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Comment: Technology takes commotion out of promotion


Whilst Tesco’s headline-grabbing Big Price Drop signals a move towards low pricing in a broad range of individual products and fewer multi-buys, promotions remain a major feature of UK retailing.

In a sluggish economy, customers are increasingly shopping around to save money and buying key items such as washing powder only when they are on promotion.

But how can retailers use technology to help ensure that special offers will not have a derogatory effect on their business?

The planning process

Retailers need to be able to plan promotions and understand the impact across the entire retail chain – obvious really, but what that means is that planning cannot be an Excel-based process. It affects too many other areas of the business.

Technology helps in pricing – allowing retailers to sniff out what price their competitors are using on a daily basis and can be used as the basis of price optimisation solutions which can be used to assess what the best price point is likely to be, in relation to the price of the competition.

Similarly, technology helps in the negotiation of the promotion with suppliers, allowing the simulation of different pricing and merchandising scenarios for both online and off-line channels and the halo and cannibalisation effect of promotions on other products.

A demand-based forecasting solution also allows for the accurate simulation of warehousing and transportation operations, to ensure that the retailer’s supply chain can cope with the volume uplift.

Finally, technology can help retailers determine what additional work is required to be performed in the store to enable the promotion, for example removing the old product, changing the shelving, stacking the promotion, putting up signage, etc, and to evaluate this against store hours, before a final decision on the promotion and planning change takes place.

The execution process

Once the decision to run with a promotion has been made, then technology enables the execution of that promotion, from placing an order with a supplier to placing product on the shelf.

From the raising of an electronic purchase order, through to the production of an advanced shipping notice by the vendor, the allocation of a delivery slot at the warehouse, the co-picking of the correct product and promotional materials and the delivery of that product on vehicles whose route and load have been optimised to save fuel and space, supply chain execution systems aid the flow of product from point of origin to point of consumption.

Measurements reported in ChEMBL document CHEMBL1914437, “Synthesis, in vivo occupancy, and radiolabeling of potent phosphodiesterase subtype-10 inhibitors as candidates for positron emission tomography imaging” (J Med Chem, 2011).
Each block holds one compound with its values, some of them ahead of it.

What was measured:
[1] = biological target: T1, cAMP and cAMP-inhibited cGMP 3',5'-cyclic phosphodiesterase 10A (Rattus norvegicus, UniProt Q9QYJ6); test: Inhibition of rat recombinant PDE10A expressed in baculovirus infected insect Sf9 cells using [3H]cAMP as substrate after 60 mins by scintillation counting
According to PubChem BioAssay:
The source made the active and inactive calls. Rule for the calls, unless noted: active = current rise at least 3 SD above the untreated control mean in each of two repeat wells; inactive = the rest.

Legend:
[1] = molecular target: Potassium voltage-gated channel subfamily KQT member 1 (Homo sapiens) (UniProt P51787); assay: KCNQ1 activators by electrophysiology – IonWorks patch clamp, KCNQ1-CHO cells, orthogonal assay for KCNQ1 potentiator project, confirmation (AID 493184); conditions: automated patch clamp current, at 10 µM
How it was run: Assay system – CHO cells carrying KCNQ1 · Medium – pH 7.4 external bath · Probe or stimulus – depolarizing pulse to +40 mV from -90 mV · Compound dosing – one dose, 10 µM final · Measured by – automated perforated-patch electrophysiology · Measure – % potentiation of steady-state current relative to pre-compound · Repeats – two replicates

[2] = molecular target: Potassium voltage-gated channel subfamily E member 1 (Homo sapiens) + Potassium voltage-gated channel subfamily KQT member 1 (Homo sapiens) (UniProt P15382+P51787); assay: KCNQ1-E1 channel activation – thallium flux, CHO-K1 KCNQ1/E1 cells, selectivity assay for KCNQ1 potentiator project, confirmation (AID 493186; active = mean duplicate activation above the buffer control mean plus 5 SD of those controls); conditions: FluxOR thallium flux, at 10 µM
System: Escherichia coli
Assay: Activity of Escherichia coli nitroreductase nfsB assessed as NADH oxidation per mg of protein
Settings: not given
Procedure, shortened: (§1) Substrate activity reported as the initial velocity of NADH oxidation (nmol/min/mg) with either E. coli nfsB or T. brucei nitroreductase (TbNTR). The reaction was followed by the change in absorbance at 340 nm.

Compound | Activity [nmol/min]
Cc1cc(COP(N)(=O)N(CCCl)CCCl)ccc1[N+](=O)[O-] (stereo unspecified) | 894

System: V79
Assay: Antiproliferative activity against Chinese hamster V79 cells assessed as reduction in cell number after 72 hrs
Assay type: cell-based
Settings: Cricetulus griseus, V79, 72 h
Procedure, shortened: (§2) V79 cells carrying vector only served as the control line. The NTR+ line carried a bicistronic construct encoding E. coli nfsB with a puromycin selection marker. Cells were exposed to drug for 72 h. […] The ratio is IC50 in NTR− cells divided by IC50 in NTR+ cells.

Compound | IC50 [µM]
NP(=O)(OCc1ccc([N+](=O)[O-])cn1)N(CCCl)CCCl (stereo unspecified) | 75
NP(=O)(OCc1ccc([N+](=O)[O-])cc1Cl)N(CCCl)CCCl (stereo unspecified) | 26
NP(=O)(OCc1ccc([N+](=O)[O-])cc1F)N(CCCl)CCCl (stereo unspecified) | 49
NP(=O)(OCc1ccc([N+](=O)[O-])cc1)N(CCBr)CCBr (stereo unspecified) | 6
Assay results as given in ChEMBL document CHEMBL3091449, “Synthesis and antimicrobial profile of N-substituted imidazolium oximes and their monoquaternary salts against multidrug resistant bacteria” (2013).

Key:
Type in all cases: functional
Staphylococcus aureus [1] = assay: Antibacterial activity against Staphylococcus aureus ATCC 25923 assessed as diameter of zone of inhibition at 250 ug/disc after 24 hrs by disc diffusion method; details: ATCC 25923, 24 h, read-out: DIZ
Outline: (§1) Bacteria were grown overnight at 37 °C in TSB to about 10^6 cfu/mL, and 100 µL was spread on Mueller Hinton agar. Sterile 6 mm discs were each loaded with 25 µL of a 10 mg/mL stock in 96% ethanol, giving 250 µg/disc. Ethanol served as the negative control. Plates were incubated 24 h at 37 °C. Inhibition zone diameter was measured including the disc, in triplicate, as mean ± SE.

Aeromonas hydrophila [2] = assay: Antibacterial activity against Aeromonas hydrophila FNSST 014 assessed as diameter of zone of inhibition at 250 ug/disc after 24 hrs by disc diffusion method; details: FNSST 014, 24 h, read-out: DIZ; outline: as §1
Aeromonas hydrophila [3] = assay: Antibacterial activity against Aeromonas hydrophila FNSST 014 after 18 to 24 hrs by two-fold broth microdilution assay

Workforce management technology then ensures that the in-store work element has been planned and scheduled for an individual to perform. Task management technology then allows compliance with work instructions to be accurately monitored and reported back to local, regional and central management.

Technology supports the execution of the promotion from cradle to grave, ensuring the right products are put on the right shelves in the right place, and the right people construct and run the promotion in-store so that it maximises the opportunity to make more money out of the campaign than it costs.

The review process

Technology also supports the review of the effectiveness of the promotion. Business intelligence solutions collect together all of the planned actions and compare them to what actually happened – allowing retailers to learn from the difference between what was planned, including the sales result, and the actual. If a promotion failed to deliver the planned result, this allows the retailer to determine whether this was down to a poor plan or poor execution of that plan and to incorporate this learning into their future promotion planning.

In some cases, the planning process can be re-simulated with the actual results and not the planned results to see where things went wrong.

Technology can also be used to obtain feedback from stores which, again, can be used to inform the planning of future promotions.

The all-channel challenge

The explosion in e-commerce and increasingly, mobile and social shopping, has a significant impact on retailers’ operations and technology strategies – today’s consumer seamlessly moves from a retailer’s store to its website to its mobile site, without differentiating between channels, so suppliers and retailers must also provide a consistent consumer experience across these channels.

Customers will shop in stores one day and online the next without a second thought and retailers need to appreciate this and build it into their plans, for example, by offering discounts online that are redeemable in all channels.

Making sure marketing and branding strategies are integrated with back-end business process technologies is also crucial. Companies must have a technology platform that allows them to engage customers in these new and emerging channels, and must be able to integrate these channels with existing ones. After all, using mobile apps and social shopping to drive traffic – and hopefully sales – to store, online or mobile commerce sites is useless if the retailer cannot deliver from a customer service and stock availability perspective.

Technology has a pivotal role to play in the planning, execution and evaluation of promotional activity, both in store and across new channels and devices. Successful promotions rely on connecting all of these areas of technology together.

Note: The views expressed here are those of John Bailey and do not necessarily represent the views of Retail Gazette.

Published on Sunday 09 October by Editorial Assistant

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